As a Humanist, in a generally liberal western nation, the most I ever have to worry about is being called names, smeared as un-patriotic, or being blamed for the ‘ills of the nation’ like abortion and same-sex marriage. It usually is a war of words or debates in comment sections of websites or newspapers. What if the abuse got physical. Would I risk my life for my principles? Would you?
50 years ago, several hundred protesters wanting voting rights for African-Americans and an end to racial discrimination, were attacked in Selma, Alabama by state and local police.
Protesters attacked during the Selma to Montgomery march for civil rights March 1965
One of my pet peeves about the Humanist movement is that some support the use of religious words or activities in Humanist settings. Using such words in the context of a nontheistic philosophy like Humanism not only causes public confusion but also dilutes our message and shows a lack of conviction of our own principles, not to mention it is a bit silly. We should define ourselves and not let the religious do it. Continue reading →
I previously posted about my complaints about some Humanists forming ‘churches’ or creating ‘congregations’. My concern has always been about using warmed over religious words like ‘congregation’ or having ‘services’ on a Sunday. I explained that using religious words for non-religious activities causes confusion and doesn’t explain what we Humanists are really about. So in this post I want to explain how being honest in the terms we use will actually lead more people joining us. Continue reading →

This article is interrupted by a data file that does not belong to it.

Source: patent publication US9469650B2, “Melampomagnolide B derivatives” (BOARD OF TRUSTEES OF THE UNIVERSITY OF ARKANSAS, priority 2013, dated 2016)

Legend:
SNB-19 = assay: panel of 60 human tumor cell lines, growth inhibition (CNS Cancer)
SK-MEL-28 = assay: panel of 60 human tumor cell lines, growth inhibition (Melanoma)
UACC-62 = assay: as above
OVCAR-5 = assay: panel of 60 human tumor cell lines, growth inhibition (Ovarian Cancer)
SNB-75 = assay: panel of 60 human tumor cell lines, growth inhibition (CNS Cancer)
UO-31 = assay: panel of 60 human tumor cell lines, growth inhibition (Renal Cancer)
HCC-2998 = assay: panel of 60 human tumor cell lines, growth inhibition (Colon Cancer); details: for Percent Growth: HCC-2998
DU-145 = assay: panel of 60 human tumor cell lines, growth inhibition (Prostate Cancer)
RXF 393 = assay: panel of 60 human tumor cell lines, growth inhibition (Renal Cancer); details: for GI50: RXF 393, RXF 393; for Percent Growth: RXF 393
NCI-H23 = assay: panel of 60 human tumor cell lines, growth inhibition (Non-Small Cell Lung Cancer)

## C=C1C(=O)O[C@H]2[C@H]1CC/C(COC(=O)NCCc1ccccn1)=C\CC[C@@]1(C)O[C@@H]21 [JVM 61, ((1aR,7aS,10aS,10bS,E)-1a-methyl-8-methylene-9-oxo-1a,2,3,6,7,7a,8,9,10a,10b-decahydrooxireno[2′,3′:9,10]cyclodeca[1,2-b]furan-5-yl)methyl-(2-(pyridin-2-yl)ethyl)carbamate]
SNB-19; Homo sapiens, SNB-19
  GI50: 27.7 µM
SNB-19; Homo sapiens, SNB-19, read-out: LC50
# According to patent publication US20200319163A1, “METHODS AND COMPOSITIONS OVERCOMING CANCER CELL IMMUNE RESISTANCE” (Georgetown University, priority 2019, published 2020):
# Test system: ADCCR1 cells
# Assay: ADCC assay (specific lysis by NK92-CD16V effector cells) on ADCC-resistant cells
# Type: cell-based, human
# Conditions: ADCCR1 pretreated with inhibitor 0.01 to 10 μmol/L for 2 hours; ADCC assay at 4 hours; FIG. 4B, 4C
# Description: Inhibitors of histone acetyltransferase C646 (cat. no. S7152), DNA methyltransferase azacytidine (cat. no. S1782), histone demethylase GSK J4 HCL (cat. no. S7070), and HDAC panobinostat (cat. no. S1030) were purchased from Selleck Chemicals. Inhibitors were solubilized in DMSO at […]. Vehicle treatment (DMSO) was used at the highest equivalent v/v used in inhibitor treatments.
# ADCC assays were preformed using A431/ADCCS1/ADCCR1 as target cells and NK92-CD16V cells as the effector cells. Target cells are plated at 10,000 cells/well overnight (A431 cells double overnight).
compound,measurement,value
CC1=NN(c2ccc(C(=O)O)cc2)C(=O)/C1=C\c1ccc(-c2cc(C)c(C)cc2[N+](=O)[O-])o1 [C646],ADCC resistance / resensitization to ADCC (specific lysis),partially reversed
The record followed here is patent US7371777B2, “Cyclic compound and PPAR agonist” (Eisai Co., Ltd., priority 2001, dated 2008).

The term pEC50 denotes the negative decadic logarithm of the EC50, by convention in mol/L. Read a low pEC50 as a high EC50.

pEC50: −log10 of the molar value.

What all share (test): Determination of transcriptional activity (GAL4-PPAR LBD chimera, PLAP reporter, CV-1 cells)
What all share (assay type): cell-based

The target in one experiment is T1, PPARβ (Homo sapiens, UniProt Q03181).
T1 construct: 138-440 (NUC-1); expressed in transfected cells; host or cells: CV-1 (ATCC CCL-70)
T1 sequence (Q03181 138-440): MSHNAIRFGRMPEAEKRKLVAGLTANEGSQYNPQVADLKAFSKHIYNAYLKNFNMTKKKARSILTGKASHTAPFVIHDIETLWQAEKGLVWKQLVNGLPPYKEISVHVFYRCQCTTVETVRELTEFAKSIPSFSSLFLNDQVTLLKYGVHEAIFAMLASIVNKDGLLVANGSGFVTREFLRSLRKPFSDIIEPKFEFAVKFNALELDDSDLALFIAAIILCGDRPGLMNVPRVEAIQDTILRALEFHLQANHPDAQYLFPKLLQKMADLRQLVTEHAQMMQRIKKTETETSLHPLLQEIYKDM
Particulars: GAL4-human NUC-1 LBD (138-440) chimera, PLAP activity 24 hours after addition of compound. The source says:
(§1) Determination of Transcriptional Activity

Humanism is a strange collection of individuals in a stew of rationality, all of us looking for the truth for our world view. We, as Humanists, know we must work with believers and other theists to find common ground with the goal of bettering the human condition. Andy Norman, writing for the Humanist Network News, an e-zine of the American Humanist Association, tries to offer tips for dialogue on Humanism to non-humanists but does so by giving up honesty in the process. Continue reading →
Cover to the 8th Edition of The Philosophy of Humanism
How can someone find out if they may be a Humanist? That question is one that is asked frequently. I gave a simple definition on the introduction to this section but for those who wish to have a more detailed explanation of what makes up the Humanist philosophy, I offer a selection from Corliss Lamont’s book The Philosophy of Humanism. I think he sets out good points as to what Humanism is about.